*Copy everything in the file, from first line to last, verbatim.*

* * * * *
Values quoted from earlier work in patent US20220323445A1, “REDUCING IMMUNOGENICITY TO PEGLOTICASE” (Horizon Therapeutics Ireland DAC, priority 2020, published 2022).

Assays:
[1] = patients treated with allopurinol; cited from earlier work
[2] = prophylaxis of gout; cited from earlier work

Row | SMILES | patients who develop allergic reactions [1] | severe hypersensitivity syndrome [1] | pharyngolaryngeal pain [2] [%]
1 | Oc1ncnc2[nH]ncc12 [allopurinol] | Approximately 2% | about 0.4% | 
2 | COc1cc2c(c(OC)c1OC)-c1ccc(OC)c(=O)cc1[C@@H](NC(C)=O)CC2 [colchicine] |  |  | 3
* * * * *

Values quoted from earlier work in patent US20220323445A1, “REDUCING IMMUNOGENICITY TO PEGLOTICASE” (Horizon Therapeutics Ireland DAC, priority 2020, published 2022).

Assays:
[1] = patients treated with allopurinol; cited from earlier work
[2] = prophylaxis of gout; cited from earlier work

Row | SMILES | patients who develop allergic reactions [1] | severe hypersensitivity syndrome [1] | pharyngolaryngeal pain [2] [%]
1 | Oc1ncnc2[nH]ncc12 [allopurinol] | Approximately 2% | about 0.4% | 
2 | COc1cc2c(c(OC)c1OC)-c1ccc(OC)c(=O)cc1[C@@H](NC(C)=O)CC2 [colchicine] |  |  | 3